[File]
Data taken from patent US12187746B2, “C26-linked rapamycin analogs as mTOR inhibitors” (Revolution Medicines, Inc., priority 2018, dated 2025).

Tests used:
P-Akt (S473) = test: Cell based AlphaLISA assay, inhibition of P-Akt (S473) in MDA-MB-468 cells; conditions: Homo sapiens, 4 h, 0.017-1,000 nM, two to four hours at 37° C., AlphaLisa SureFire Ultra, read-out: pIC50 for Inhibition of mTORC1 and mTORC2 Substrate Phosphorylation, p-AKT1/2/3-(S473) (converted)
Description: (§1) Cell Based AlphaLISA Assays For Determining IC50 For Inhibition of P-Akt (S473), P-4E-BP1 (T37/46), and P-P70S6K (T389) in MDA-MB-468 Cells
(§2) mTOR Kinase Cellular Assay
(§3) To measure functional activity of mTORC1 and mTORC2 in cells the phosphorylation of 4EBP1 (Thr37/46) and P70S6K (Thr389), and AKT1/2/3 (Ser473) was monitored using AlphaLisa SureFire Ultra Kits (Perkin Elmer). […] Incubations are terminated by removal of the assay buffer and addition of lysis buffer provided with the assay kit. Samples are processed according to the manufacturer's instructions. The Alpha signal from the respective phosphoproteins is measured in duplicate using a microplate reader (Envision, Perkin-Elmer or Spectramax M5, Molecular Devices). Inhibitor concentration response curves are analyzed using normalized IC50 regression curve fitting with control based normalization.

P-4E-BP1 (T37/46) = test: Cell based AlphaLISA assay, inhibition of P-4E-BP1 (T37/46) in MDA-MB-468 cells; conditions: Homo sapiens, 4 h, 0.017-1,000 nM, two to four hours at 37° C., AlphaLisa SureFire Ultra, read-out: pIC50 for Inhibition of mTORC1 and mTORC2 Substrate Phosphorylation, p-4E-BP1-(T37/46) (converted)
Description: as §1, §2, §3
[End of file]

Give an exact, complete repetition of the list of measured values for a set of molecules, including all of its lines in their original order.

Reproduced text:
Data taken from patent US12187746B2, “C26-linked rapamycin analogs as mTOR inhibitors” (Revolution Medicines, Inc., priority 2018, dated 2025).

Tests used:
P-Akt (S473) = test: Cell based AlphaLISA assay, inhibition of P-Akt (S473) in MDA-MB-468 cells; conditions: Homo sapiens, 4 h, 0.017-1,000 nM, two to four hours at 37° C., AlphaLisa SureFire Ultra, read-out: pIC50 for Inhibition of mTORC1 and mTORC2 Substrate Phosphorylation, p-AKT1/2/3-(S473) (converted)
Description: (§1) Cell Based AlphaLISA Assays For Determining IC50 For Inhibition of P-Akt (S473), P-4E-BP1 (T37/46), and P-P70S6K (T389) in MDA-MB-468 Cells
(§2) mTOR Kinase Cellular Assay
(§3) To measure functional activity of mTORC1 and mTORC2 in cells the phosphorylation of 4EBP1 (Thr37/46) and P70S6K (Thr389), and AKT1/2/3 (Ser473) was monitored using AlphaLisa SureFire Ultra Kits (Perkin Elmer). […] Incubations are terminated by removal of the assay buffer and addition of lysis buffer provided with the assay kit. Samples are processed according to the manufacturer's instructions. The Alpha signal from the respective phosphoproteins is measured in duplicate using a microplate reader (Envision, Perkin-Elmer or Spectramax M5, Molecular Devices). Inhibitor concentration response curves are analyzed using normalized IC50 regression curve fitting with control based normalization.

P-4E-BP1 (T37/46) = test: Cell based AlphaLISA assay, inhibition of P-4E-BP1 (T37/46) in MDA-MB-468 cells; conditions: Homo sapiens, 4 h, 0.017-1,000 nM, two to four hours at 37° C., AlphaLisa SureFire Ultra, read-out: pIC50 for Inhibition of mTORC1 and mTORC2 Substrate Phosphorylation, p-4E-BP1-(T37/46) (converted)
Description: as §1, §2, §3